FW England Billy Bairstow 0 0 0 0 0 0
DF England Edgar Benson 1 0 1 0 0 0
FW England John Brookes 1 0 1 0 0 0
DF Scotland Bob Cain 19 0 14 0 5 0
FW Scotland Fred Davies 1 0 1 0 0 0
MF England Samuel Dobson 20 13 15 10 5 3
FW Scotland John Drummond 19 8 15 8 4 0
FW Scotland James Duncan 2 1 2 1 0 0
FW England William Getliff 0 0 0 0 0 0
MF England George Groves 1 0 1 0 0 0
FW England Harry Hammond 21 11 16 10 5 1
DF Scotland Billy Hendry 20 0 15 0 5 0
DF England Walter Hill 1 0 1 0 0 0
DF England Rab Howell 17 0 12 0 5 0
GK England Charlie Howlett 11 0 8 0 3 0
DF England Harry Lilley 15 0 10 0 5 0
GK England Will Lilley 10 0 8 0 2 0
DF England Ernest Needham 16 4 13 3 3 1
DF England W. Nesbitt 7 0 5 0 2 0
FW Scotland W. Patterson 3 0 3 0 0 0
FW Scotland John Scott 11 3 9 2 2 1
FW England Thomas Smith 0 0 0 0 0 0
DF England Ned Stringer 0 0 0 0 0 0
FW England Sandy Wallace 8 4 6 2 2 2
FW England Arthur Watson 12 7 9 6 3 1
DF England Michael Whitham 12 0 9 0 3 0
Players who left before the end of the season:
FW Scotland William Calder 2 0 1 0 1 0
GK England Richard Fenwick 0 0 0 0 0 0
DF Scotland Harry Munro 0 0 0 0 0 0
FW Wales John Thomas 1 1 1 1 0 0




  Win   Draw   Loss

Northern League[edit]

FA Cup[edit]

Sheffield Challenge Cup[edit]

Wharncliffe Charity Cup[edit]




  1. ^ England played two games concurrently against different opposition, splitting the squad between the two.
  2. ^ Edgar C. Benson was a local left back who played for Sheffield Club but was also registered with The Football League by United between August 1892 and June 1895. During that time he only made five appearances for the Blades and his only competitive start came in a Northern League game against Sunderland Albion in 1892.[18]
  3. ^ John Arthur Brookes was an outside right registered by United in 1891 and stayed linked with the club until June 1895. During that period he made only three competitive appearances, his only league game being against South Bank in the Northern League.[19]
  4. ^ This game saw the first ever penalty kick awarded against United. The referee awarded the goal during the game, completing the match at 3–4, but afterwards decided that the infringement had not taken place within the penalty area and so rescinded the goal retrospectively. Some newspaper reports carried the 3–4 scoreline.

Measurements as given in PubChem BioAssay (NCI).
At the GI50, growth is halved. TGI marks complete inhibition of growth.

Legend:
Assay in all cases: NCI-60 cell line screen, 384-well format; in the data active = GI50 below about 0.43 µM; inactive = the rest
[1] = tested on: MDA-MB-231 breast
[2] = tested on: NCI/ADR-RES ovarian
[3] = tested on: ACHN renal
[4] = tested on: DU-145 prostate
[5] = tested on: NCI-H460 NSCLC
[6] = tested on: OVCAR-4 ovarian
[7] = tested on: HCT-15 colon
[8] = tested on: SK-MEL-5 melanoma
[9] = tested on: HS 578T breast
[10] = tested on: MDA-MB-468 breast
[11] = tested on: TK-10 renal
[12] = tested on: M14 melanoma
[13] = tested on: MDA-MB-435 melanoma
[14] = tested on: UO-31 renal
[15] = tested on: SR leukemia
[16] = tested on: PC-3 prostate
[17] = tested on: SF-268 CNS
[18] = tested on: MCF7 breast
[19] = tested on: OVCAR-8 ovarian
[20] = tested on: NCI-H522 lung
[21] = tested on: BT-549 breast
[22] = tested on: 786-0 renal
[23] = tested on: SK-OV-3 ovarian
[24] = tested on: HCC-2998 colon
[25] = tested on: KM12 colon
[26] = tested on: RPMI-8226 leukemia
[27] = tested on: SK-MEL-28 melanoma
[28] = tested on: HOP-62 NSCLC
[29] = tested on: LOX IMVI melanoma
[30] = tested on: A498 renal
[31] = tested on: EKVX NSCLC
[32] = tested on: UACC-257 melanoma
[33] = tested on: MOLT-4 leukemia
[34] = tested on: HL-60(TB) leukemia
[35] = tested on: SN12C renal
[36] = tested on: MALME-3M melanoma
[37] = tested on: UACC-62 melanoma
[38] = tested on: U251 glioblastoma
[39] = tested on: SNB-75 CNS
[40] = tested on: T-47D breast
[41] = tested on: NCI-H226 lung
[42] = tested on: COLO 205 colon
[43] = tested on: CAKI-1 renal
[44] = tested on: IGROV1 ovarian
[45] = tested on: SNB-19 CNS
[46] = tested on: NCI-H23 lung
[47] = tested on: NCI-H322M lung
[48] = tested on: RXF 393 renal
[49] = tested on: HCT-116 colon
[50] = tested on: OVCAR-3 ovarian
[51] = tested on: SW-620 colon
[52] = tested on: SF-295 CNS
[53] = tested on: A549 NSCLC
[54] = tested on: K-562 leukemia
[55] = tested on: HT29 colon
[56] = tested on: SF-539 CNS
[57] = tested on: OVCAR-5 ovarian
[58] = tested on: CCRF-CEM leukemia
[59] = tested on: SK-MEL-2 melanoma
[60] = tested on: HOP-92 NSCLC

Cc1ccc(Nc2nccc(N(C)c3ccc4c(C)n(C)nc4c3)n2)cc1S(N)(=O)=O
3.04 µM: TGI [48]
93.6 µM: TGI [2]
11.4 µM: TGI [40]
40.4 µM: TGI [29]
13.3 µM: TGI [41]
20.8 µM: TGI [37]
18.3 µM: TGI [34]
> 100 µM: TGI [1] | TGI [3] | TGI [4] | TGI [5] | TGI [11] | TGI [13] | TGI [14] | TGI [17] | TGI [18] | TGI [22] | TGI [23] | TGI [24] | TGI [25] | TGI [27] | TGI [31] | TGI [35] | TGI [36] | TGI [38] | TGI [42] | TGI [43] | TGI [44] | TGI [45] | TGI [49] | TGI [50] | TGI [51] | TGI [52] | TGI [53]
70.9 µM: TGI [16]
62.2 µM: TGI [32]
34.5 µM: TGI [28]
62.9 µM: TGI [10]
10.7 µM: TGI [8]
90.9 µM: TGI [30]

5. ^ This was the first game at Bramall Lane to use goal nets.
  6. ^ United had been drawn as the away side for this fixture but it was switched to Bramall Lane.
  7. ^ The Kilnhurst side left the pitch in protest on 61 minutes, unhappy with the referee. The game was not re-started and the win was awarded to United.
  8. ^ The Wednesday entered their reserve team (Wednesday Wanderers) in the competition. United had entered their first team but the player selected for the final were largely a second string side.
  9. ^ Match abandoned on 75 minutes due to fog.
  10. ^ Only 40 minutes were played in each half.


  • Clarebrough and Kirkham (2008). Sheffield United Who's Who. Hallamshire Press. ISBN 978-1-874718-69-7. 
  • Clarebrough and Kirkham (1999). A Complete Record of Sheffield United Football Club 1889–1999. Hallamshire Press. ISBN 0-9508588-2-X. 


  1. ^ a b c d e f g h i j k l m n o p q r s t u v w x y z aa ab Denis Clarebrough & Andrew Kirkham (1999). A Complete Record of Sheffield United Football Club 1889–1999. Hallamshire Press. pp. 74–75. ISBN 0-9508588-2-X. 
  2. ^ Denis Clarebrough & Andrew Kirkham (1999). A Complete Record of Sheffield United Football Club 1889–1999. Hallamshire Press. pp. 73–74. ISBN 0-9508588-2-X. 
  3. ^ a b c d e f Gary Armstrong and John Garrett (2006). Sheffield United FC – The Biography. Hallamshire Press. p. 43. ISBN 1-874718-65-2. 
  4. ^ Matthews, Clarebrough and Kirkham (2003). The Official Encyclopaedia of Sheffield United. Britespot. p. 61. ISBN 1-904103-19-7. 
  5. ^ "Sheffield United". Historical Football Kits. Retrieved 11 February 2013. 
  6. ^ a b c d e Clarebrough and Kirkham 2008, p. 76.
  7. ^ a b Clarebrough and Kirkham 2008, pp. 146–147.
  8. ^ a b Clarebrough and Kirkham 2008, pp. 93–94.
  9. ^ a b Clarebrough and Kirkham 2008, p. 65.
  10. ^ a b Clarebrough and Kirkham 2008, p. 273.
  11. ^ a b Clarebrough and Kirkham 2008, pp. 206–207.
  12. ^ a b Clarebrough and Kirkham 2008, p. 333.
  13. ^ a b Clarebrough and Kirkham 2008, p. 284.
  14. ^ a b Clarebrough and Kirkham 2008, pp. 109–110.
  15. ^ a b Clarebrough and Kirkham 2008, p. 237.
  16. ^ Michael Whitham at Retrieved 2 February 2013.
  17. ^ Harry Lilley at Retrieved 2 February 2013.
  18. ^ Clarebrough and Kirkham 2008, p. 51.
  19. ^ Clarebrough and Kirkham 2008, p. 67.
  20. ^ a b Clarebrough and Kirkham 2008, p. 314.
  21. ^ Clarebrough and Kirkham 2008, pp. 67–68.
  22. ^ Clarebrough and Kirkham 2008, p. 98.
  23. ^ Clarebrough and Kirkham 2008, p. 149.
  24. ^ Clarebrough and Kirkham 2008, p. 241.
  25. ^ Clarebrough and Kirkham 2008, p. 300.
  26. ^ Clarebrough and Kirkham 2008, p. 252.
  27. ^ Clarebrough and Kirkham 2008, p. 364.
  28. ^ Clarebrough and Kirkham 2008, p. 93.
  29. ^ Clarebrough and Kirkham 2008, p. 155.
  30. ^ Clarebrough and Kirkham 2008, p. 171.

External links[edit]